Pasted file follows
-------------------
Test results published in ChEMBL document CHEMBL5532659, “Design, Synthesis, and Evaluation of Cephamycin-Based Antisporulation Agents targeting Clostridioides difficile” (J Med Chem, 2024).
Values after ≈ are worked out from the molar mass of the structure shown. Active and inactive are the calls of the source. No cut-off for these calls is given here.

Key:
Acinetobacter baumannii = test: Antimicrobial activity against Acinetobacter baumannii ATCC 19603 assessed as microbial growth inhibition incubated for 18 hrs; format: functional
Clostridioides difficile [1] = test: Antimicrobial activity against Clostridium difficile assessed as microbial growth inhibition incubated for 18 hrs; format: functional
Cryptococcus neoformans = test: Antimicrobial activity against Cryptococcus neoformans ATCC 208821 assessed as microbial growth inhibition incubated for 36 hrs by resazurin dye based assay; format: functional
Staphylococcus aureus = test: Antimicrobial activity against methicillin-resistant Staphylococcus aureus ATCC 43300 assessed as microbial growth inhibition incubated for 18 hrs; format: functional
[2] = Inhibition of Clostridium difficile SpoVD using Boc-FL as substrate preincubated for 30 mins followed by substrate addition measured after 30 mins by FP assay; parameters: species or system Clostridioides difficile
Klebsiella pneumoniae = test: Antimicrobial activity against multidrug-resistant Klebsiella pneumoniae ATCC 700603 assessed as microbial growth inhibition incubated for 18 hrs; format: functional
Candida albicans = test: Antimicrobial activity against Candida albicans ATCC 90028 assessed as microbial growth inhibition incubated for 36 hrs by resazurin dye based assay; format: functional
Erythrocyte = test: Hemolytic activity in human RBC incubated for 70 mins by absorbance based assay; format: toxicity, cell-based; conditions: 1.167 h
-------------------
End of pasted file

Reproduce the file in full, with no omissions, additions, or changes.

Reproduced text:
Test results published in ChEMBL document CHEMBL5532659, “Design, Synthesis, and Evaluation of Cephamycin-Based Antisporulation Agents targeting Clostridioides difficile” (J Med Chem, 2024).
Values after ≈ are worked out from the molar mass of the structure shown. Active and inactive are the calls of the source. No cut-off for these calls is given here.

Key:
Acinetobacter baumannii = test: Antimicrobial activity against Acinetobacter baumannii ATCC 19603 assessed as microbial growth inhibition incubated for 18 hrs; format: functional
Clostridioides difficile [1] = test: Antimicrobial activity against Clostridium difficile assessed as microbial growth inhibition incubated for 18 hrs; format: functional
Cryptococcus neoformans = test: Antimicrobial activity against Cryptococcus neoformans ATCC 208821 assessed as microbial growth inhibition incubated for 36 hrs by resazurin dye based assay; format: functional
Staphylococcus aureus = test: Antimicrobial activity against methicillin-resistant Staphylococcus aureus ATCC 43300 assessed as microbial growth inhibition incubated for 18 hrs; format: functional
[2] = Inhibition of Clostridium difficile SpoVD using Boc-FL as substrate preincubated for 30 mins followed by substrate addition measured after 30 mins by FP assay; parameters: species or system Clostridioides difficile
Klebsiella pneumoniae = test: Antimicrobial activity against multidrug-resistant Klebsiella pneumoniae ATCC 700603 assessed as microbial growth inhibition incubated for 18 hrs; format: functional
Candida albicans = test: Antimicrobial activity against Candida albicans ATCC 90028 assessed as microbial growth inhibition incubated for 36 hrs by resazurin dye based assay; format: functional
Erythrocyte = test: Hemolytic activity in human RBC incubated for 70 mins by absorbance based assay; format: toxicity, cell-based; conditions: 1.167 h